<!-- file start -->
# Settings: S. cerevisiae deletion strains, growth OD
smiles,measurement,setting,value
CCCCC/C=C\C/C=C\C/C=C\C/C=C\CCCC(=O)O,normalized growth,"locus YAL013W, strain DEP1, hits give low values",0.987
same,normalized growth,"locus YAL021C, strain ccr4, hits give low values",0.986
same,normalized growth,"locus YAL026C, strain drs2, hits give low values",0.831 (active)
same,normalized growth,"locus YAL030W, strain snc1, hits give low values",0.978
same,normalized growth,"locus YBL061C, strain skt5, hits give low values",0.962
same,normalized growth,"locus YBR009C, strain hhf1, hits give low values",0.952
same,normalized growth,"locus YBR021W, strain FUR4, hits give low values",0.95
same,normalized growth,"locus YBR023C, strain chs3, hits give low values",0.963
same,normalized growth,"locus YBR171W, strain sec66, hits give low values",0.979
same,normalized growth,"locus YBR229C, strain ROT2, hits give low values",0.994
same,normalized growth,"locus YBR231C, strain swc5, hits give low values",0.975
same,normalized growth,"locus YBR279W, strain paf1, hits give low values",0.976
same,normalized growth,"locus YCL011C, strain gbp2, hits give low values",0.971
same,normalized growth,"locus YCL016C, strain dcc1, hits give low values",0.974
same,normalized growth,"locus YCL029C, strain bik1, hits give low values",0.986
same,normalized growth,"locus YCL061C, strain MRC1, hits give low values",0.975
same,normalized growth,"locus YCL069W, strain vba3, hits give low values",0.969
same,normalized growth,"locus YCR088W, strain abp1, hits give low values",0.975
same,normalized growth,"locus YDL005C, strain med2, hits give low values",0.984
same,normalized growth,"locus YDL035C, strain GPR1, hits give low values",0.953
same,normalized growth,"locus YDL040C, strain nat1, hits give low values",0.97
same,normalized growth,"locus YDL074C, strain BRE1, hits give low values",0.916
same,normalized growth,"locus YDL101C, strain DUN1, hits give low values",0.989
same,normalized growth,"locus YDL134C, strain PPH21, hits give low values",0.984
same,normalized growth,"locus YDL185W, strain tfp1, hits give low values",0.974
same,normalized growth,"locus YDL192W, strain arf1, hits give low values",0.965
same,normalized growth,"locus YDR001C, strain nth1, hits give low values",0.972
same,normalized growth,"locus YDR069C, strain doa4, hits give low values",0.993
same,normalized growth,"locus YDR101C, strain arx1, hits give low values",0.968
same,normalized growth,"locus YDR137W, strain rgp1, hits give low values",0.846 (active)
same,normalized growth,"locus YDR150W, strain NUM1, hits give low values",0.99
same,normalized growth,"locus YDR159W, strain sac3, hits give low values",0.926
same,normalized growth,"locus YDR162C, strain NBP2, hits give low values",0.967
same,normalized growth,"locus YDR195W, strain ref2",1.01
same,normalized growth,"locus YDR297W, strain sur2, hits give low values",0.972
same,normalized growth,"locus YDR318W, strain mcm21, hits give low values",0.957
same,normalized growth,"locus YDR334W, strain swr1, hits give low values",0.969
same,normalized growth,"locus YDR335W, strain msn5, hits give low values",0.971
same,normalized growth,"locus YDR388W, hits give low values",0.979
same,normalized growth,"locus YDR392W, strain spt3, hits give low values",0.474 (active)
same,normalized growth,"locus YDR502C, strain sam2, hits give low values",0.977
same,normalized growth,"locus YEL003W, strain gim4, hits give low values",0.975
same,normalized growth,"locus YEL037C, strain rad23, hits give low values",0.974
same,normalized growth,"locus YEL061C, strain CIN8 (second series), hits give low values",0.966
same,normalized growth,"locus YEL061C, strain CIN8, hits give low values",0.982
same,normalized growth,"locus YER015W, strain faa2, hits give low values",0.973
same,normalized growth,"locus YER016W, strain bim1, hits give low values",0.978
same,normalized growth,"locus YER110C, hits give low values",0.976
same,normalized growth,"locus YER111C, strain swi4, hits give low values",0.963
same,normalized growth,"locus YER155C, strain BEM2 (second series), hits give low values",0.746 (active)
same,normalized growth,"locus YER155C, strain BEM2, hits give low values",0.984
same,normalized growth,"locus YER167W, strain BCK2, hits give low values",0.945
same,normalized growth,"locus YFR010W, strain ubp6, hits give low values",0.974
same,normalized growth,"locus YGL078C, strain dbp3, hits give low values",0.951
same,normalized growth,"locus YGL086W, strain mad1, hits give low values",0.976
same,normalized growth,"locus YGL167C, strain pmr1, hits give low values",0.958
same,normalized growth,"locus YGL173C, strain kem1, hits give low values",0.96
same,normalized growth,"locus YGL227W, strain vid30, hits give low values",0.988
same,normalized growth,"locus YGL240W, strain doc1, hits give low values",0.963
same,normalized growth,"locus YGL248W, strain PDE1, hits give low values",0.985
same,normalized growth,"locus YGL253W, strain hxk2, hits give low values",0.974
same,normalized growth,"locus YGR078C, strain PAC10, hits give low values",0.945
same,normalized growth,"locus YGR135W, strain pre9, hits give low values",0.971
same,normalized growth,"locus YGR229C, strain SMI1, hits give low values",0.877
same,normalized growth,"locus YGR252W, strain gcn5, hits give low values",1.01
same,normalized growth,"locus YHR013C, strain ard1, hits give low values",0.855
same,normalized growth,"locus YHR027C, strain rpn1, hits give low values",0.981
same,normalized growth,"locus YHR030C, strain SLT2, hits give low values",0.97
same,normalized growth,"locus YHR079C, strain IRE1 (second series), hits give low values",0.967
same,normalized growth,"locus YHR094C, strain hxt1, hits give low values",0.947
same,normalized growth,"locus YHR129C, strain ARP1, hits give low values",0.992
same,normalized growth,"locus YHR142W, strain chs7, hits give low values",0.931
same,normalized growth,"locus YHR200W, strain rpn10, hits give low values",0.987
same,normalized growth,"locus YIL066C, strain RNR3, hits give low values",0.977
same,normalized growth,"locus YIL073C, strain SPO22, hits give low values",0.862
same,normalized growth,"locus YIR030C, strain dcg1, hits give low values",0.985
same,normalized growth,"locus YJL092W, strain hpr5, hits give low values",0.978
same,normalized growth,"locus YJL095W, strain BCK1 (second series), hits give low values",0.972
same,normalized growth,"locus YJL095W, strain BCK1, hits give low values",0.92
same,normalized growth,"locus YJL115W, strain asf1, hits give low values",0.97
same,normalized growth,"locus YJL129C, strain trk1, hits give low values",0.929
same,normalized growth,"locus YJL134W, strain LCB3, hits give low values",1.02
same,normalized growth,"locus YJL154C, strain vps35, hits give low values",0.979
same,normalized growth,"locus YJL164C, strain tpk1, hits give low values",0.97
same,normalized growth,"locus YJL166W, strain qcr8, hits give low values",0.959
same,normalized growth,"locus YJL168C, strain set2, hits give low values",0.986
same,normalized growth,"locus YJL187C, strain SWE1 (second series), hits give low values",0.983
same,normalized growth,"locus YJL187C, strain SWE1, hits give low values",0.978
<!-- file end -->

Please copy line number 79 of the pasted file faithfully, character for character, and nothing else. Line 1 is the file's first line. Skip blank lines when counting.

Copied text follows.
same,normalized growth,"locus YJL092W, strain hpr5, hits give low values",0.978